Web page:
There is something about a mountain range that holds a special fascination for me. As a student in the 1980s I started to learn about the 19th century scientists who pioneered the study of ice flows and glaciers. They began to investigate the movement of glaciers and the accumulation of snow and ice in the Alps. Later this field of investigation became known as glaciology.
Farmers in Switzerland or the Scottish Highlands, spent many hours walking in the mountains, herding their sheep or perhaps collecting firewood. There was time to examine the rocks and snow-capped peaks and to consider what forces may have shaped and changed the landscape over thousands of years. Often their observations were made during walks close to where they lived. The idea that the Earth had previously been covered in ice sheets and glaciers, to a much greater extent than today, was both compelling and exciting.
One particular character, Louis Agassiz dazzled and impressed his fellow scientists. He was born in Neuchatel, Switzerland and regularly took walks in the hills and mountains of his region, examining the rocks and considering their origins. He was fascinated by the striations or grooves that he saw carved into the rock face and speculated on their origin. His enthusiasm was so great that he built an ‘Observation Hut’ on the Aar Glacier. This hut enabled him to spend time on the glacier, during the summer months. Agassiz used sticks as markers to attempt to record movement and rate of flow of the ice. Curiously the Aar Glacier had already caught my attention on several occasions as a result of reading WG Sebald’s ‘The Emigrants’. Sebald writes of a young man who spent weeks in the Alps in the summer, walking, butterfly hunting and appreciating the air. He talks of a mountain guide who went missing on the Aar Glacier in 1914. It was assumed that the guide fell into a crevasse, his body was never found. Years later, in 1986 to be precise, on a train journey to Geneva, the not-so-young man picked up a discarded newspaper and read the incredible news that a walking stick and hiking boots had been discovered adjacent to the Aar Glacier. On investigation it was found that the boots belonged to the same mountain guide, a certain Johannes Naegeli who’d been entombed in the ice decades earlier.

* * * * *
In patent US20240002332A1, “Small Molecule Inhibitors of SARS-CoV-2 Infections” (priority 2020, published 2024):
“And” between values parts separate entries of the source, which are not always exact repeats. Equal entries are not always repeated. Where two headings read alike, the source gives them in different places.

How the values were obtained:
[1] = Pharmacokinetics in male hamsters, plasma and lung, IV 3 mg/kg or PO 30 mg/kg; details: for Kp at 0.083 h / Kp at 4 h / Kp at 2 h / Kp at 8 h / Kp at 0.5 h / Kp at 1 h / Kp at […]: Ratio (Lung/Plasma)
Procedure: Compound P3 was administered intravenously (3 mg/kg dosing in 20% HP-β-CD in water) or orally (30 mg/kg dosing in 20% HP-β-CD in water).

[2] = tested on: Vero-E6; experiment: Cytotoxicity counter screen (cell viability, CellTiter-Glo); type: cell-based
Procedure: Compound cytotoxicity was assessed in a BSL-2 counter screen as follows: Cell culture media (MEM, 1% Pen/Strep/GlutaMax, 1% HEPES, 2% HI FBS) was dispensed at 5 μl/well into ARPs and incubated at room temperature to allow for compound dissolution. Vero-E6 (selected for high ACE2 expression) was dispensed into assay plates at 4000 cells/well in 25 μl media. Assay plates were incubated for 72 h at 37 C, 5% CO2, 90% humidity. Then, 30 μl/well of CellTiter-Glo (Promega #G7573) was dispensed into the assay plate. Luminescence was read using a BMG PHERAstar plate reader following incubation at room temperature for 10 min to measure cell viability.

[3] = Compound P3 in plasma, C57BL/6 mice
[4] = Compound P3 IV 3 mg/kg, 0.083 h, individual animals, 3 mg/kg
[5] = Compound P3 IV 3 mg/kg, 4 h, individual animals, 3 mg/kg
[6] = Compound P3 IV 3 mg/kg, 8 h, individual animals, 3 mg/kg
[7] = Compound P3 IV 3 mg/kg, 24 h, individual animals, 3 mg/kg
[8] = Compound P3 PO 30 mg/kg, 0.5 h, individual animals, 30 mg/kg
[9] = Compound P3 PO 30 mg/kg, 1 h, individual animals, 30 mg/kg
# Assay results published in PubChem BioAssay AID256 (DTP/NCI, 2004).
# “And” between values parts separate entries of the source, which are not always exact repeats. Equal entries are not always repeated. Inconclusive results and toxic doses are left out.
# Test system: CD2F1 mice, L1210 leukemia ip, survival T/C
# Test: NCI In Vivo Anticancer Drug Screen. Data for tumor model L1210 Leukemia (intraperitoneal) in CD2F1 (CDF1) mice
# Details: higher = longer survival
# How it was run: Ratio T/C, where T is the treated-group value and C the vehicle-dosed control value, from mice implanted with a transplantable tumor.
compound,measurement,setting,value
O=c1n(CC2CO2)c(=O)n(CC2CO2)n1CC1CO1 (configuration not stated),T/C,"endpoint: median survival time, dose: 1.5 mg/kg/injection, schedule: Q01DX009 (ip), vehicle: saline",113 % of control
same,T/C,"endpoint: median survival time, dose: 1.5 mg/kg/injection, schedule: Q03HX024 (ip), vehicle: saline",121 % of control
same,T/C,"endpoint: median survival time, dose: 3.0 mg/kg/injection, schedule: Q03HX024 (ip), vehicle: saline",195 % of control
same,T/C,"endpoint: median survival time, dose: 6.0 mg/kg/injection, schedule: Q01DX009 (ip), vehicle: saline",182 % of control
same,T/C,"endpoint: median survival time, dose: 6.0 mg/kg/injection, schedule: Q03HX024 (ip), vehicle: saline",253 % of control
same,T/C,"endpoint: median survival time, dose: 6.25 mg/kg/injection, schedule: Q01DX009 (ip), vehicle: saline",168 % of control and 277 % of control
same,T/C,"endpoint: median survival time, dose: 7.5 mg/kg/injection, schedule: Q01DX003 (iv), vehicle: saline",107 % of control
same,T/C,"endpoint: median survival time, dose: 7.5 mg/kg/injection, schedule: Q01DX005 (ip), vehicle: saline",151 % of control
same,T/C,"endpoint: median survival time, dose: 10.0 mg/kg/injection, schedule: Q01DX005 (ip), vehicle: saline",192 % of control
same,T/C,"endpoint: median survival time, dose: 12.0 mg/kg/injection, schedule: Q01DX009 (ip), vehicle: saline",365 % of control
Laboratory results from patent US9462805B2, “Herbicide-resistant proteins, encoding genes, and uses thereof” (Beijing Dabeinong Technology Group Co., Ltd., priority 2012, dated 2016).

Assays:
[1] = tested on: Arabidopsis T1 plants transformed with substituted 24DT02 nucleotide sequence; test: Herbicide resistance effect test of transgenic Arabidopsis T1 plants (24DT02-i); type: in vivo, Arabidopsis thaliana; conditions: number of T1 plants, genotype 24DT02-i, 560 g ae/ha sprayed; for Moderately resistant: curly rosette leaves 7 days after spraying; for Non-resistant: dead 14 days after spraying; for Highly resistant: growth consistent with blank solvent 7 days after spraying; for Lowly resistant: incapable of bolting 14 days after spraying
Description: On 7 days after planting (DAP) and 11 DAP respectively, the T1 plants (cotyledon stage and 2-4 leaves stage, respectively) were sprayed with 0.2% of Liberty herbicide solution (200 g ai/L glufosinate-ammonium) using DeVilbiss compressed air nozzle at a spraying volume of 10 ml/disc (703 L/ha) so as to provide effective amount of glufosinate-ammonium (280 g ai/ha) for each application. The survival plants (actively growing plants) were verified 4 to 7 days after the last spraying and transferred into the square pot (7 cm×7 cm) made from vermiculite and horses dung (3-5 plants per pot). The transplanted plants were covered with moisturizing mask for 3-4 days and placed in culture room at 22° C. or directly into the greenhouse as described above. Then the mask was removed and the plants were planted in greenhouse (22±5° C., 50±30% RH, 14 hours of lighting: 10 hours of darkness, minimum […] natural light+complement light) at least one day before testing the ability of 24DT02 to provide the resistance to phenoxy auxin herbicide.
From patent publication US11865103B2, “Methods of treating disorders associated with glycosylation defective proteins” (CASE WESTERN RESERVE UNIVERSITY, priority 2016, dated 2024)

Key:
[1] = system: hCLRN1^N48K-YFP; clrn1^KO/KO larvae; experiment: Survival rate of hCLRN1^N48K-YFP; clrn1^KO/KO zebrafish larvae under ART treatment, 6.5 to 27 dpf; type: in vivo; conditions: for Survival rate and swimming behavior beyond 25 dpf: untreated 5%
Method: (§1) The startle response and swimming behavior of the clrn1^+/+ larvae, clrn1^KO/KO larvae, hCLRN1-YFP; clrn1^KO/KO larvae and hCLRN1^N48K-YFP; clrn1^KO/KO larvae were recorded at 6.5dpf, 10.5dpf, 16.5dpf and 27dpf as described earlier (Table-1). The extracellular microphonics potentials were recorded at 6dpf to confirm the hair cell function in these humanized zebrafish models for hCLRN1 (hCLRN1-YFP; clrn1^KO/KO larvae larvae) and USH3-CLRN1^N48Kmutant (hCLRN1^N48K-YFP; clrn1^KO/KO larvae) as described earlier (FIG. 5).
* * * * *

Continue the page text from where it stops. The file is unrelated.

On a recent trip to Switzerland I spent a couple of days in Wengen with the intention of doing some walking. My goal was to walk to the snout of the Eiger Glacier – an easy trot from Kleine Scheidegg up to the base of the snow line. On a sunny day spectacular views of the Jungfrau and Eiger peaks are guaranteed. On the way there is a beautiful pond with seats strategically positioned in the water so that tired walkers can remove their socks and boots and soothe their tired feet in the crystal clear waters, whilst enjoying the majestic views. From the pond it is a short easy walk up-hill towards the glacier. The path is well marked, and apart from a huge scree slope as you near the glacier, it’s a leisurely walk. As I got higher the weather closed in, with light drizzle turning to leaden rain, and cloud appearing from nowhere to shroud the summit of the Eiger. I pressed on undeterred. Rapidly changing weather conditions are standard in mountain areas. I passed a couple progressing painfully slowly up the hill, the woman told me that she suffers from vertigo and is terrified of heights. She’s accompanying her husband because he loves the mountains. She had forced herself to accompany him because he is so passionate about the Alps and she wanted to share his enthusiasm. I admired her fortitude – she was clearly struggling.